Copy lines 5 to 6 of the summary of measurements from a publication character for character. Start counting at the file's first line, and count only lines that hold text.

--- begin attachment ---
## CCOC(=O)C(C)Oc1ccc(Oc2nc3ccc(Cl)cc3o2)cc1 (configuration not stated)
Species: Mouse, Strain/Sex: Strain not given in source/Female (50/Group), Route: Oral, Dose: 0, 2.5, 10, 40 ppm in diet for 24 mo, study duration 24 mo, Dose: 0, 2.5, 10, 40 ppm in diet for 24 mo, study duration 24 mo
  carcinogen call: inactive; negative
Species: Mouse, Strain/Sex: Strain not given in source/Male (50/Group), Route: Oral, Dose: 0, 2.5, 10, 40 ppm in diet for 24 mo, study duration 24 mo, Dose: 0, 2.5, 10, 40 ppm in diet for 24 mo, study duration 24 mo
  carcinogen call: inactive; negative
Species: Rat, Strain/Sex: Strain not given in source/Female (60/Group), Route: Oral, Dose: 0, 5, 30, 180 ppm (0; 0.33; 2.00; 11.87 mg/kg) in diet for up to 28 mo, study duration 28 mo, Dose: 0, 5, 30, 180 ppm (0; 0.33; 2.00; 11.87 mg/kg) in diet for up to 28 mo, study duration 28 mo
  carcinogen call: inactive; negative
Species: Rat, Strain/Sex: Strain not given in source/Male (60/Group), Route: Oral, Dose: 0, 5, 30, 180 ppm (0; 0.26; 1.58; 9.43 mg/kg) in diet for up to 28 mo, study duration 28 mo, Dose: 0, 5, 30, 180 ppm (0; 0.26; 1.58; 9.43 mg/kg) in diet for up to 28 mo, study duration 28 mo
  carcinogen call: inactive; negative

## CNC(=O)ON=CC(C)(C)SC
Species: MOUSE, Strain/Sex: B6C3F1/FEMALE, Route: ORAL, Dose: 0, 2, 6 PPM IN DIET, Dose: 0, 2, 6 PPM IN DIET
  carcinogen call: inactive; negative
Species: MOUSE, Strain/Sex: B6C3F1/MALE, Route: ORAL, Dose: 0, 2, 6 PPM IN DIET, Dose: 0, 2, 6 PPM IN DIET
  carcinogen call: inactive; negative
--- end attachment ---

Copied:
  carcinogen call: inactive; negative
Species: Rat, Strain/Sex: Strain not given in source/Female (60/Group), Route: Oral, Dose: 0, 5, 30, 180 ppm (0; 0.33; 2.00; 11.87 mg/kg) in diet for up to 28 mo, study duration 28 mo, Dose: 0, 5, 30, 180 ppm (0; 0.33; 2.00; 11.87 mg/kg) in diet for up to 28 mo, study duration 28 mo